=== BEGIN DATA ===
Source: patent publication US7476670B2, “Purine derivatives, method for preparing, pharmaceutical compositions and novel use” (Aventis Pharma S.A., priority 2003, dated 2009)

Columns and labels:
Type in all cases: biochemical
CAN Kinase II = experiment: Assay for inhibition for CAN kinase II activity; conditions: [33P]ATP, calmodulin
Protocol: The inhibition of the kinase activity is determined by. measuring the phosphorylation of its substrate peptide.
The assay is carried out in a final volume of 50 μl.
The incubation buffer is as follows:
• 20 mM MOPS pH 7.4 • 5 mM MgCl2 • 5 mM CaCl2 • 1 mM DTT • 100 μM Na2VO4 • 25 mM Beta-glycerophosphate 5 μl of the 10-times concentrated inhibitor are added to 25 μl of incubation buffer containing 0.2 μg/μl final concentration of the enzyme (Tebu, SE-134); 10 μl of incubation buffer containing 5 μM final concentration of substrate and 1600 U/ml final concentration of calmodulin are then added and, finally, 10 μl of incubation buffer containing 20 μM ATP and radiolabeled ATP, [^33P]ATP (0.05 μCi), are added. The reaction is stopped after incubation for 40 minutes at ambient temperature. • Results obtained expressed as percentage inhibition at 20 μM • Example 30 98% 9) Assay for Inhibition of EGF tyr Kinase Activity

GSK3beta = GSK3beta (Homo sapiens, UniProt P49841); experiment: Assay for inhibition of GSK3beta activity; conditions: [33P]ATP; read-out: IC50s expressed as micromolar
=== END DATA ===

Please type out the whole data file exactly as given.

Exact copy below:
Source: patent publication US7476670B2, “Purine derivatives, method for preparing, pharmaceutical compositions and novel use” (Aventis Pharma S.A., priority 2003, dated 2009)

Columns and labels:
Type in all cases: biochemical
CAN Kinase II = experiment: Assay for inhibition for CAN kinase II activity; conditions: [33P]ATP, calmodulin
Protocol: The inhibition of the kinase activity is determined by. measuring the phosphorylation of its substrate peptide.
The assay is carried out in a final volume of 50 μl.
The incubation buffer is as follows:
• 20 mM MOPS pH 7.4 • 5 mM MgCl2 • 5 mM CaCl2 • 1 mM DTT • 100 μM Na2VO4 • 25 mM Beta-glycerophosphate 5 μl of the 10-times concentrated inhibitor are added to 25 μl of incubation buffer containing 0.2 μg/μl final concentration of the enzyme (Tebu, SE-134); 10 μl of incubation buffer containing 5 μM final concentration of substrate and 1600 U/ml final concentration of calmodulin are then added and, finally, 10 μl of incubation buffer containing 20 μM ATP and radiolabeled ATP, [^33P]ATP (0.05 μCi), are added. The reaction is stopped after incubation for 40 minutes at ambient temperature. • Results obtained expressed as percentage inhibition at 20 μM • Example 30 98% 9) Assay for Inhibition of EGF tyr Kinase Activity

GSK3beta = GSK3beta (Homo sapiens, UniProt P49841); experiment: Assay for inhibition of GSK3beta activity; conditions: [33P]ATP; read-out: IC50s expressed as micromolar